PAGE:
Friday, December 14, 2007

EVERYONE WINS, NO ONE LOSES, IT IS ALWAYS A TIE.ETC. ETC. ETC!


Ours is a time when children are taught there are never any losers. Kids play on sports teams that do not keep score, others play on teams where the score always ends in a tie. The lesson that is learned is that you never lose, and you always will be equal to everyone else regardless of performance. It is a bad way to teach children as some of the greatest life lessons come through defeat and hard times. This child centered philosophy is not only for the young, it is an ideology that you can track all the way through their school years. Which brings us to an East Harlem high school principal who sent the following in a memo to teachers, from the wires;

"If you are not passing more than 65 percent of your students in a class, then you are not designing your expectations to meet their abilities, and you are setting your students up for failure, which, in turn, limits your success as a professional.Most of our students come from the lowest third percentile in academic achievement, have difficult home lives, and struggle with life in general. They DO NOT have a similar upbringing nor a similar school experience to our experiences growing up."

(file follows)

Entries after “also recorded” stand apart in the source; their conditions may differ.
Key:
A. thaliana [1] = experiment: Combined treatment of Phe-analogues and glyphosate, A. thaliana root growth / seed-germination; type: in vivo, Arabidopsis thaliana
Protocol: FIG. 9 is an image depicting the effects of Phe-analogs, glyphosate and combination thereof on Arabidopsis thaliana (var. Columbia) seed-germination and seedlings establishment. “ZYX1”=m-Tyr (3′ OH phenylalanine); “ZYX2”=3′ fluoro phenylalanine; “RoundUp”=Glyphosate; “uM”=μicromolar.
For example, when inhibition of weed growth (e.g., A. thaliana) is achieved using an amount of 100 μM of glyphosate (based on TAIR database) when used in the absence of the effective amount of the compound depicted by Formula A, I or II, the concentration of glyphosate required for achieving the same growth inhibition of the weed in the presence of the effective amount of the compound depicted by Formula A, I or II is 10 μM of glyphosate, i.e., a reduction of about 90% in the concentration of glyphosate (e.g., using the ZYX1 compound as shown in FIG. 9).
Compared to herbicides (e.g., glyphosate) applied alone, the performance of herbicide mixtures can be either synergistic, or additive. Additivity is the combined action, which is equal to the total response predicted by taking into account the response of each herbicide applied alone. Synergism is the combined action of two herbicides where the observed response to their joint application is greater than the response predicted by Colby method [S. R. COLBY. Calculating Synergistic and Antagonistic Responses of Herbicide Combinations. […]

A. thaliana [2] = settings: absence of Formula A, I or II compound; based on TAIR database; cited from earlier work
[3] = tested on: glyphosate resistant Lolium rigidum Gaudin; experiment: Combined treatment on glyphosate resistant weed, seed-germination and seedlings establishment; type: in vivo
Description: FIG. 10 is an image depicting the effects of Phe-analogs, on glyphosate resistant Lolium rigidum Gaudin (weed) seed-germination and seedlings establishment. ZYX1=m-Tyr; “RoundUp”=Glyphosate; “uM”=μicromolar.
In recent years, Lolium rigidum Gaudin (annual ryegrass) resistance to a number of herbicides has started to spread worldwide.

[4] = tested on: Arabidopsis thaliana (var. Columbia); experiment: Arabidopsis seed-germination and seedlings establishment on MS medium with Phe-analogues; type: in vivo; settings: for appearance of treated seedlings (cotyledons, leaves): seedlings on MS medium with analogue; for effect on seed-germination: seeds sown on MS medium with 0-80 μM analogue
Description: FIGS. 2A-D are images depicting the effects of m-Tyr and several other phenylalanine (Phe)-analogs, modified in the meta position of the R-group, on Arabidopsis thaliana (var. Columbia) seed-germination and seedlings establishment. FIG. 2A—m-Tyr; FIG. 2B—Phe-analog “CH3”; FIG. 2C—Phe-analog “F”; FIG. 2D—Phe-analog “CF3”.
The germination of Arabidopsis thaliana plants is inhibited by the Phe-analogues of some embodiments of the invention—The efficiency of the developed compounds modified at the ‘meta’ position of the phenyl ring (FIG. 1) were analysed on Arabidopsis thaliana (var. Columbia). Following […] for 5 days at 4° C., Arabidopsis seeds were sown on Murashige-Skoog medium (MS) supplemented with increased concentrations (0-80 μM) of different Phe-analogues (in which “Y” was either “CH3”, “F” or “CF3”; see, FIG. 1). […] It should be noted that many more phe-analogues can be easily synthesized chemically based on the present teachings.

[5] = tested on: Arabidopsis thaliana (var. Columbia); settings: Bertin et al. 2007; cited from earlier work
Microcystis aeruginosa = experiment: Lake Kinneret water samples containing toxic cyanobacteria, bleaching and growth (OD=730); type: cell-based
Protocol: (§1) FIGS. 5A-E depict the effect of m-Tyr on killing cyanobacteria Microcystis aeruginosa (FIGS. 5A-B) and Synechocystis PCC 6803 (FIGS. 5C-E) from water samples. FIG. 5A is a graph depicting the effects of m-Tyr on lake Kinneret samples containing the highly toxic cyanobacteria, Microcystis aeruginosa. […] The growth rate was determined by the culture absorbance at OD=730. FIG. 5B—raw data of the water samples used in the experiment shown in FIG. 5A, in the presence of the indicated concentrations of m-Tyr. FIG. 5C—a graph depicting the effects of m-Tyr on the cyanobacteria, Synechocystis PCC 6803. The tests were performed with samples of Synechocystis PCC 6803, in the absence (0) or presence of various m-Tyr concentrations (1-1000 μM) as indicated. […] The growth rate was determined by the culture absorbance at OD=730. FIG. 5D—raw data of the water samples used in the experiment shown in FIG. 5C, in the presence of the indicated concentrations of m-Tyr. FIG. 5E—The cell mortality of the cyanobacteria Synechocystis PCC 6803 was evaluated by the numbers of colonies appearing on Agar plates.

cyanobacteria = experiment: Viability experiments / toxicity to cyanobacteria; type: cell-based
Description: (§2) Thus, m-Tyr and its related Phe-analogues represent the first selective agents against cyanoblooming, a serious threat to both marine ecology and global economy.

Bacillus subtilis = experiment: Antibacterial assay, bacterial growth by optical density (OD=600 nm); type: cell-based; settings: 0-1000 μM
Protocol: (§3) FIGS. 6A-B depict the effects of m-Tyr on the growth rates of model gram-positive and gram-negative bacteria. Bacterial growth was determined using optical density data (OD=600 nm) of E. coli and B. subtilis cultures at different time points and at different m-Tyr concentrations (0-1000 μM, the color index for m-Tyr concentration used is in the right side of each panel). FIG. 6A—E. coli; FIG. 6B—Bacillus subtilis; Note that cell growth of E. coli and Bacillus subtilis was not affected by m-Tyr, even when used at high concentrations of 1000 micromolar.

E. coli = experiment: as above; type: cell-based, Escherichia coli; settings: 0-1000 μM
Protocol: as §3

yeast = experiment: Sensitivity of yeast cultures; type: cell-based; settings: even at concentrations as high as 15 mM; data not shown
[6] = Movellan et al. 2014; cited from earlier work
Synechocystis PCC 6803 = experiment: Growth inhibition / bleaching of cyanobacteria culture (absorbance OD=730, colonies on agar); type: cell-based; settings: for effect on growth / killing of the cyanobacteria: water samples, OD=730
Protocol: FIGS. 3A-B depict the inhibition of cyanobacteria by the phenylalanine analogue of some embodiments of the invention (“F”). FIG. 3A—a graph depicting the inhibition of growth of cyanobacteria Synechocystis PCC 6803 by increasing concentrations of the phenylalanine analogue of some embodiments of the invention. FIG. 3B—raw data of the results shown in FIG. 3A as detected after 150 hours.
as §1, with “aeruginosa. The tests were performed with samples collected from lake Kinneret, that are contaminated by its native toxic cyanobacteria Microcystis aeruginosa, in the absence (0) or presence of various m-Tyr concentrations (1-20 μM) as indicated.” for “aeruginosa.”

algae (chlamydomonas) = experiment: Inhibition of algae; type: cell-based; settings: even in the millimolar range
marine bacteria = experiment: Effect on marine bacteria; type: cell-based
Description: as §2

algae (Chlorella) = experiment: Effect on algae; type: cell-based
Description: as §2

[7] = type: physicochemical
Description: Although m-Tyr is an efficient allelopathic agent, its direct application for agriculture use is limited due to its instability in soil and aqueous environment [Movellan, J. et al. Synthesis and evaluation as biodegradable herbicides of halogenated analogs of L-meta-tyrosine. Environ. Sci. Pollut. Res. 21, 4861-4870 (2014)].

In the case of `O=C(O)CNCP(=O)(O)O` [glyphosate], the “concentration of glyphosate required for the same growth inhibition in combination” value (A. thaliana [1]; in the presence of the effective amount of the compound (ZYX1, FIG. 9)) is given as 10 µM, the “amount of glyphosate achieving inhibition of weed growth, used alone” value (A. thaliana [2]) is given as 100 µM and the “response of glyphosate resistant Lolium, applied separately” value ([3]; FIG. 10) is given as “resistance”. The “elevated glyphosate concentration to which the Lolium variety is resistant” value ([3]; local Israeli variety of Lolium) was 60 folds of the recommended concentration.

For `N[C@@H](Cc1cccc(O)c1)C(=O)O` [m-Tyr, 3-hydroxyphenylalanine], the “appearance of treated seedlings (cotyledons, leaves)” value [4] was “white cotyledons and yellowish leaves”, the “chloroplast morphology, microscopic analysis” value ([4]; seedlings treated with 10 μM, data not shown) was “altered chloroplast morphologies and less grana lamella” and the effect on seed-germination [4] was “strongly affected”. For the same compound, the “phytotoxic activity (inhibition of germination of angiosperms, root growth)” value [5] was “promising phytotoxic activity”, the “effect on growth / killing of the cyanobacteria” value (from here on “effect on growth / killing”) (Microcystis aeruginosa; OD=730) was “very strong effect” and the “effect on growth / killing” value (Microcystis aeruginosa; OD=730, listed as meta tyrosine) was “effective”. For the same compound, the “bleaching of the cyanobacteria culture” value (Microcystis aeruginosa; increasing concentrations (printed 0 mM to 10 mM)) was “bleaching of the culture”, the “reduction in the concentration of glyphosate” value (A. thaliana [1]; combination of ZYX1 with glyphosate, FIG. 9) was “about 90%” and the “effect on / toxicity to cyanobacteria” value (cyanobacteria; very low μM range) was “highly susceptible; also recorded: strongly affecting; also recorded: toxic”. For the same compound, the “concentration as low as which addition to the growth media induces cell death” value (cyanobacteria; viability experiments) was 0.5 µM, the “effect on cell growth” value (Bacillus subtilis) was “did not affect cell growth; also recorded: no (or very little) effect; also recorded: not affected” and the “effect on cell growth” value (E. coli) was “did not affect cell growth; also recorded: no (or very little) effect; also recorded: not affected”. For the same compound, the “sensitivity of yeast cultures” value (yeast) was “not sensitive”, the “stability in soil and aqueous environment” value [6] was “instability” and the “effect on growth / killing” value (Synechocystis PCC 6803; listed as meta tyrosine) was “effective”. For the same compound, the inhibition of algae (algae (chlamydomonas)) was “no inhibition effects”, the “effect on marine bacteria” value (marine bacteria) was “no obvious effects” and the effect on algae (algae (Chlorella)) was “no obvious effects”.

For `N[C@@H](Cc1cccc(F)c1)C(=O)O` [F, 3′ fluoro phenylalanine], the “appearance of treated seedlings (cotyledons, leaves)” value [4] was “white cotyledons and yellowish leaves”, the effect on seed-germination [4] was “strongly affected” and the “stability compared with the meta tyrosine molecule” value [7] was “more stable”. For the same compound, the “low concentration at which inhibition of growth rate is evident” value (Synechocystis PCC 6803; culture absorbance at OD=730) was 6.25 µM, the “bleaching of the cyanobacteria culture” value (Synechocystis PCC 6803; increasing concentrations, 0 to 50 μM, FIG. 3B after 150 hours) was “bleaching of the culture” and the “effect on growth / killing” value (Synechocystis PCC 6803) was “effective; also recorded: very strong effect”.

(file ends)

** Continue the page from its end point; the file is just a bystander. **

You can hear it in Principal Bennett Lieberman's words, expectations must meet abilities, in other words bring the bar down to meet the student, instead of teaching the student to reach the higher bar. It is what produces adults who cannot stay married, cannot hold a job, who live with an entitlement philosophy that they have learned from an early age. The good news is that some students were offended when they found out about the memo, again from the wires;

"That's not the way to pass," 12th grader Richard Palacios said. "That's not the way to get your education, so you're basically cheating yourself."

Good for Richard, he is sign that there is still hope. There are still children being raised to believe that hard work is what is needed in life, whether you are in school or are the principal of the school. A lesson that Richard could teach his principal, if the principal were willing to listen and work hard at changing. An interesting situation where the student is further along than the master!

blog you later,
pastor tom
www.engagingyourworld.com